During the 1968 presidential campaign, Richard Nixon persuaded South Vietnam through back channels to withdraw from peace negotiations just as a breakthrough was imminent. Under a Nixon presidency, “they would get a much better deal,” he secretly promised through a campaign adviser (BBC, 3/22/13).
With the peace process stymied, Nixon narrowly defeated Vice President Hubert Humphrey. He then expanded the conflict throughout the region via secret, illegal carpet bombings over Laos and Cambodia, overseen by National Security Adviser Henry Kissinger. Nixon presided over four more years of war and the deaths of over 20,000 US soldiers—more than a third of all US fatalities registered during the conflict. In 1973, Kissinger ultimately signed a peace accord that was achievable in 1968.
Within the Western establishment, Kissinger and Nixon have been largely absolved of their disregard for the disastrous human consequences of their machinations. Kissinger received the Nobel Peace Prize in 1973, and has since been sought out for his wisdom by successive US administrations—most recently Obama’s, with regard to Syria (Huffington Post, 9/11/13).
The New York Times (1/2/07) wrote reverently that Kissinger “remains a towering figure in international relations,” with “firsthand experience in the anguishing decisions about withdrawal from Vietnam.” The Times (4/24/94) also eulogized Nixon in an obituary as “a man of high intelligence and innovative concepts whose talents, especially in international affairs, were widely respected by both friend and foe.”
North Vietnam’s eminent military commander Gen. Vo Nguyen Giap, who was instrumental in driving both France and the United States out of Vietnam, unsurprisingly received less-than-sympathetic treatment from the New York Times (10/5/13) when the centenarian passed away on October 4, 2013.
The paper of record’s obituary, written by Joseph Gregory, conveyed numerous condemnations by Giap’s critics, who “said that his victories had been rooted in a profligate disregard for the lives of his soldiers.” Gregory included US Gen. William Westmoreland among those critics, politely omitting Westmoreland’s famously racist remark that “life is cheap in the Orient.” The piece even quoted a paratroop colonel from France—the colonial power that controlled and plundered Vietnam, Laos and Cambodia from the late 19th century until 1954—who concurred: “To Giap, a man’s life was nothing.”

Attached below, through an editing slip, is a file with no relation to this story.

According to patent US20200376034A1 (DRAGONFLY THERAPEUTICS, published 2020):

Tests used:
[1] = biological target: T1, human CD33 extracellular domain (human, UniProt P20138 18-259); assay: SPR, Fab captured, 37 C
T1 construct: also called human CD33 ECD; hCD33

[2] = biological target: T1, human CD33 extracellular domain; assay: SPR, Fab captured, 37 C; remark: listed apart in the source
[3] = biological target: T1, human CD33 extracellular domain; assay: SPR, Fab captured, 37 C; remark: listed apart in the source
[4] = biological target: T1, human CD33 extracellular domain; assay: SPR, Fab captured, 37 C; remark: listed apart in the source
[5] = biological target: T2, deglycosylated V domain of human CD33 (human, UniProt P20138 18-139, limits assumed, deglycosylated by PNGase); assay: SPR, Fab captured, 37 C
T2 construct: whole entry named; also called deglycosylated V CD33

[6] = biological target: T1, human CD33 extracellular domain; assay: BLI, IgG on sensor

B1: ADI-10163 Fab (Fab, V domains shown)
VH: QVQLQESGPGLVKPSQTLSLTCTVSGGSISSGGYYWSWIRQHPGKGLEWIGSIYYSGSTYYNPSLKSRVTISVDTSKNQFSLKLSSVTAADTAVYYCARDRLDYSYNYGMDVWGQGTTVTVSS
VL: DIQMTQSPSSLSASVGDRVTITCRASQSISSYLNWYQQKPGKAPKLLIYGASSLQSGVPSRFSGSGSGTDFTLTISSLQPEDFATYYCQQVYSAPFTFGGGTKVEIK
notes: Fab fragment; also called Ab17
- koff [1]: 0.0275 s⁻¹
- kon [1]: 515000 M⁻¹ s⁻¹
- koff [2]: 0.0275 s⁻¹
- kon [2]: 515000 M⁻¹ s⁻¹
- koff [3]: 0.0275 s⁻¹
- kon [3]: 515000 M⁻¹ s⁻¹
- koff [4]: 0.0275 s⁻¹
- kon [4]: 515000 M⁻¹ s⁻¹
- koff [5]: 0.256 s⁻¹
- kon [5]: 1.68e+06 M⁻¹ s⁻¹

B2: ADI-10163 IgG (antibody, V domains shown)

Gregory did admit that “the indiscriminate bombing and massed firepower of the Americans caused heavy civilian casualties and alienated many Vietnamese,” but he emphasized the suffering not of the Vietnamese, but of US leadership:
To historians, [Giap’s] willingness to sustain staggering losses against superior American firepower was a large reason the war dragged on as long as it did, costing more than 2.5 million lives—58,000 of them American—sapping the United States Treasury and Washington’s political will to fight, and bitterly dividing the country in an argument about America’s role in the world that still echoes today.
In Gregory’s analysis, Vietnamese “willingness” to withstand US brutality on their own soil is the noteworthy factor for the prolongation of the conflict—not US leaders’ unremitting war of attrition, whose aim was to kill as many “enemies” as possible, however ill-defined the category.
Perhaps Times editors recognized that the piece had gone too far in reflexively channeling US elites’ delusions of victimhood in Vietnam. Five days later, to the paper’s credit, it allowed its op-ed space to directly refute Gregory’s deceitful narrative. Nick Turse (10/10/13), author of a recent book on the Vietnam War, wrote the corrective, “For America, Life Was Cheap in Vietnam.” He explained how concrete US military policies, like measuring success by body counts, dehumanized the Vietnamese and “couldn’t have been more callous or contemptuous toward human life.”
“Without a true account of our past military misdeeds,” Turse concluded, “Americans have been unprepared to fully understand what has happened in Afghanistan, Pakistan, Yemen and elsewhere.”
If the Times is to learn from its coverage of General Giap’s death, its future obituary for Kissinger will not simply include fawning tributes to his statecraft, but also chilling evidence of a mentality far more callous than that which is attributed to Giap—such as Kissinger’s matter-of-fact relay of Nixon’s genocidal bombing order on Cambodia in 1970 (New York Times, 5/27/04): Use “anything that flies on anything that moves.”
Keane Bhatt is a Washington, D.C.-based activist for social justice and community development. His blog for NACLA, Manufacturing Contempt, takes a critical look at corporate media’s portrayal of the Hemisphere.